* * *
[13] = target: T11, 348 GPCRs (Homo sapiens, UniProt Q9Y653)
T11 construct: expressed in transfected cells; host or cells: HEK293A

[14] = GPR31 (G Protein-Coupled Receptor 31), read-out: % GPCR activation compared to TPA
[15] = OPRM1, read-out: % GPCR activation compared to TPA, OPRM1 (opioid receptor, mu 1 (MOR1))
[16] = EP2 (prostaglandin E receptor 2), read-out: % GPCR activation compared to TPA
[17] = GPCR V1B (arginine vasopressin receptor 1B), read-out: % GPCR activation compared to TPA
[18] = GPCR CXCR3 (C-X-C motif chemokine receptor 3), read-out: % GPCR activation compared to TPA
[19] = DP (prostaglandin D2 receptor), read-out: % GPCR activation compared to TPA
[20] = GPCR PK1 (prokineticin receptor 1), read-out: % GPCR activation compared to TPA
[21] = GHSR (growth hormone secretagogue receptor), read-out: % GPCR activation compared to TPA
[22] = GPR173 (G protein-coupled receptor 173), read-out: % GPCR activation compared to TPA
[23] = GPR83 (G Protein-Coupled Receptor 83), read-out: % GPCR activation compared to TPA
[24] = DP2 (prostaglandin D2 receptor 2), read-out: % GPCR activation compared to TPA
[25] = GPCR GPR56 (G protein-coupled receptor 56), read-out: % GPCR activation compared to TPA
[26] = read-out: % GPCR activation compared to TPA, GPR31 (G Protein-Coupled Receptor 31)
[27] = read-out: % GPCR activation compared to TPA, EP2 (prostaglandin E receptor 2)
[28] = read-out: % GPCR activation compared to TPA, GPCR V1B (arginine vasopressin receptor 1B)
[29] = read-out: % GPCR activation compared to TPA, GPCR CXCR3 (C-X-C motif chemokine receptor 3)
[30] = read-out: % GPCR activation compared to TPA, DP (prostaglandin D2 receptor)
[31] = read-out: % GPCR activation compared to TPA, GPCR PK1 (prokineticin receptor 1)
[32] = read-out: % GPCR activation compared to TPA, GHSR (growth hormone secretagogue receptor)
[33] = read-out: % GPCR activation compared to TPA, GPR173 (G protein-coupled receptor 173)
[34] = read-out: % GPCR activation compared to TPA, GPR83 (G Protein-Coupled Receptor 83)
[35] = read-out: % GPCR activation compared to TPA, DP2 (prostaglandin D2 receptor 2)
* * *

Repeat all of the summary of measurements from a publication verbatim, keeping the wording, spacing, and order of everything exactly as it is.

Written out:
[13] = target: T11, 348 GPCRs (Homo sapiens, UniProt Q9Y653)
T11 construct: expressed in transfected cells; host or cells: HEK293A

[14] = GPR31 (G Protein-Coupled Receptor 31), read-out: % GPCR activation compared to TPA
[15] = OPRM1, read-out: % GPCR activation compared to TPA, OPRM1 (opioid receptor, mu 1 (MOR1))
[16] = EP2 (prostaglandin E receptor 2), read-out: % GPCR activation compared to TPA
[17] = GPCR V1B (arginine vasopressin receptor 1B), read-out: % GPCR activation compared to TPA
[18] = GPCR CXCR3 (C-X-C motif chemokine receptor 3), read-out: % GPCR activation compared to TPA
[19] = DP (prostaglandin D2 receptor), read-out: % GPCR activation compared to TPA
[20] = GPCR PK1 (prokineticin receptor 1), read-out: % GPCR activation compared to TPA
[21] = GHSR (growth hormone secretagogue receptor), read-out: % GPCR activation compared to TPA
[22] = GPR173 (G protein-coupled receptor 173), read-out: % GPCR activation compared to TPA
[23] = GPR83 (G Protein-Coupled Receptor 83), read-out: % GPCR activation compared to TPA
[24] = DP2 (prostaglandin D2 receptor 2), read-out: % GPCR activation compared to TPA
[25] = GPCR GPR56 (G protein-coupled receptor 56), read-out: % GPCR activation compared to TPA
[26] = read-out: % GPCR activation compared to TPA, GPR31 (G Protein-Coupled Receptor 31)
[27] = read-out: % GPCR activation compared to TPA, EP2 (prostaglandin E receptor 2)
[28] = read-out: % GPCR activation compared to TPA, GPCR V1B (arginine vasopressin receptor 1B)
[29] = read-out: % GPCR activation compared to TPA, GPCR CXCR3 (C-X-C motif chemokine receptor 3)
[30] = read-out: % GPCR activation compared to TPA, DP (prostaglandin D2 receptor)
[31] = read-out: % GPCR activation compared to TPA, GPCR PK1 (prokineticin receptor 1)
[32] = read-out: % GPCR activation compared to TPA, GHSR (growth hormone secretagogue receptor)
[33] = read-out: % GPCR activation compared to TPA, GPR173 (G protein-coupled receptor 173)
[34] = read-out: % GPCR activation compared to TPA, GPR83 (G Protein-Coupled Receptor 83)
[35] = read-out: % GPCR activation compared to TPA, DP2 (prostaglandin D2 receptor 2)